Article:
Seattle police on Tuesday honored two men who stepped in to save an officer who was attacked during a Seahawks game on Christmas Eve.

For Seattle police officers, working an off-duty security job at a Seahawks game mostly means helping people find their seats, breaking up squabbles between drunken fans and getting a chance to watch some football.

Officer Don Little knows the drill. He has worked numerous games during his three years with Seattle police without any serious incidents.

But on Christmas Eve, during the Seahawks’ last home game of the season, against the San Francisco 49ers, Little found himself on the losing end of a confrontation with a violent man that could have been much worse if two strangers hadn’t intervened.

Ushers had called for Little’s help after a man refused to leave a seat that belonged to someone else. Little, who was in uniform, was escorting the man, Andrew Duane Weaver, out of the 100-level seating section when Weaver suddenly “spun back around and punched the officer in the chest,” according to charges filed in King County Superior Court.

Weaver then “bull-rushed” Little, slamming him into a concrete wall and knocking the officer unconscious, according to the charges.

Weaver then struck the unconscious officer two or three more times in the face before Chris Rice, a soldier based at Joint Base Lewis-McChord, grabbed him in a headlock and held him until other officers arrived, charges said.

Mat Rasmussen, a Spokane resident brought in by his employer, StaffPro, to work game security, also jumped into the melee.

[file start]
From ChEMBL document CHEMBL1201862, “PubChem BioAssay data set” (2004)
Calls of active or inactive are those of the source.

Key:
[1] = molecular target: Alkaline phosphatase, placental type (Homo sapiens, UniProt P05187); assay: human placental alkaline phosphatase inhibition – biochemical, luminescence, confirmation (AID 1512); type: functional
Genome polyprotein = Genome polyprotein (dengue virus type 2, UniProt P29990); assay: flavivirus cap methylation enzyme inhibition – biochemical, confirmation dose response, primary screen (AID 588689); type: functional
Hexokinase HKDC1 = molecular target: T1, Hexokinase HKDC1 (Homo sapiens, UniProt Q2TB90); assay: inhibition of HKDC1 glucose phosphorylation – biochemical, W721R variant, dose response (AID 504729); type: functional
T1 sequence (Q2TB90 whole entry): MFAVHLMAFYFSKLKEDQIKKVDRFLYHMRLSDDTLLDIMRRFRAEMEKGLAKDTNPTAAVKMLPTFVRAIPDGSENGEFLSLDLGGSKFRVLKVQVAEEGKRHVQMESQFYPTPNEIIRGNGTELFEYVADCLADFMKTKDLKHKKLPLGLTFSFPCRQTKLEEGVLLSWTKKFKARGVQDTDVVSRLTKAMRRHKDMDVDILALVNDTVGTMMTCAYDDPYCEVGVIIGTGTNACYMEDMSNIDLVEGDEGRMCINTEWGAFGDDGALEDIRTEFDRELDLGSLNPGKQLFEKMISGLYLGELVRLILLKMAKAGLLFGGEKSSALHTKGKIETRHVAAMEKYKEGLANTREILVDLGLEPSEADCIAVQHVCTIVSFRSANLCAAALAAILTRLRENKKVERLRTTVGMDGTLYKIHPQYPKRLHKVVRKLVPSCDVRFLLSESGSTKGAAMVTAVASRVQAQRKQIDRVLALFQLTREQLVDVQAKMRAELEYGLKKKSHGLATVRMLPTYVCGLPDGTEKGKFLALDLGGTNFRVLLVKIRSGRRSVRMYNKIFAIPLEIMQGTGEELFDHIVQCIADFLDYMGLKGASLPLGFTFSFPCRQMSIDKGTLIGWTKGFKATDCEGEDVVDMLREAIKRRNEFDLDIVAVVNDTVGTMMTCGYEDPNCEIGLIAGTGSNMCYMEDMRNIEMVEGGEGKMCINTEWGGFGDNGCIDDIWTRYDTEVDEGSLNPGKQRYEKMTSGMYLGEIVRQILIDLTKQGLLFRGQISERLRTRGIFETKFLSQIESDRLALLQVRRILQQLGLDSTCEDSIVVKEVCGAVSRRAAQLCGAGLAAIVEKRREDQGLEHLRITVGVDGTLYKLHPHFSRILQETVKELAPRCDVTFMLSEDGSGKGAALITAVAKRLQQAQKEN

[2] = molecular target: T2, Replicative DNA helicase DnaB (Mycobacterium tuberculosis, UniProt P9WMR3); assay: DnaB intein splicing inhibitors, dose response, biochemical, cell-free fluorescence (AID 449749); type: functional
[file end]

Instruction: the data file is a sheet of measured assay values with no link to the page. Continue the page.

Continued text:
“He was drunk, in my opinion,” Rasmussen said of Weaver. “He cocked back to hit Little and I grabbed his arm to keep him from getting any further.”

On Tuesday, Rasmussen and Rice, a California native who was at the game to root on the 49ers, were each awarded a commemorative Seattle Police Department coin, a police cap and a sweatshirt, as well as a historical book about the department from Deputy Chief Clark Kimerer during a ceremony at police headquarters. They also were each given a commemorative coin and a gift certificate to Tulio Ristorante from the Seattle Police Officers’ Guild.

Little, 32, who returned to work Tuesday for the first time since the incident, thanked Rice and Rasmussen during the ceremony that drew dozens of officers and other department staff.

“I appreciate what you did, preventing a bad situation from being worse,” Little said to the men.

Little suffered a concussion, bleeding in his ear, eye swelling and other head injuries, Seattle police Detective Dave Duty wrote in his report.

Weaver, 27, who lives in Federal Way, spent Christmas at the King County Jail. He was released Dec. 26 on $5,000 bond. He was charged with third-degree assault on Dec. 29.

Weaver has no prior criminal history.

Jennifer Sullivan: 206-464-8294 or jensullivan@seattletimes.com. On Twitter @SeattleSullivan.

Seattle Times news researcher Miyoko Wolf contributed

to this report.